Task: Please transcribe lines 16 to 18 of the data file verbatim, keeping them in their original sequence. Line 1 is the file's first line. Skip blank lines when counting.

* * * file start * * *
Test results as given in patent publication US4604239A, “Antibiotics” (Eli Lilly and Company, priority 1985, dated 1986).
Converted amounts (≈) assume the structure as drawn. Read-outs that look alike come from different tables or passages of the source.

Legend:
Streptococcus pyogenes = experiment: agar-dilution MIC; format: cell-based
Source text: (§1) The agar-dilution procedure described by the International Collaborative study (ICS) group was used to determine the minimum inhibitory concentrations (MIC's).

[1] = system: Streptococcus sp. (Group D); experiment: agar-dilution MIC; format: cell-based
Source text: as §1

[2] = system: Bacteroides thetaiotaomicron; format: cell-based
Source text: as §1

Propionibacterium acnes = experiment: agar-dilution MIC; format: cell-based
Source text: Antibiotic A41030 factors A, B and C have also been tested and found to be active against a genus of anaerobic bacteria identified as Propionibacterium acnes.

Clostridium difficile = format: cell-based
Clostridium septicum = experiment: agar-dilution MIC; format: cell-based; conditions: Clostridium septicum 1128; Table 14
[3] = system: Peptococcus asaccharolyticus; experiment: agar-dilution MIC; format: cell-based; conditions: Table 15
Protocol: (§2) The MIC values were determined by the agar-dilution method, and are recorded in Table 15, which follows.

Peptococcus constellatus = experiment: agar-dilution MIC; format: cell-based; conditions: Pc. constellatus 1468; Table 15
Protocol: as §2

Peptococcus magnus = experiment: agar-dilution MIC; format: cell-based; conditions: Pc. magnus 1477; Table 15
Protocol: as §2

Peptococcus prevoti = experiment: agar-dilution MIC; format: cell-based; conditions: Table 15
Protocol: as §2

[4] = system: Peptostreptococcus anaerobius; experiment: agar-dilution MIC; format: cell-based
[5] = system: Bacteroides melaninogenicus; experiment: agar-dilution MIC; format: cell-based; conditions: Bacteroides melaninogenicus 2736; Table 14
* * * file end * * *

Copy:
Peptococcus constellatus = experiment: agar-dilution MIC; format: cell-based; conditions: Pc. constellatus 1468; Table 15
Protocol: as §2

Peptococcus magnus = experiment: agar-dilution MIC; format: cell-based; conditions: Pc. magnus 1477; Table 15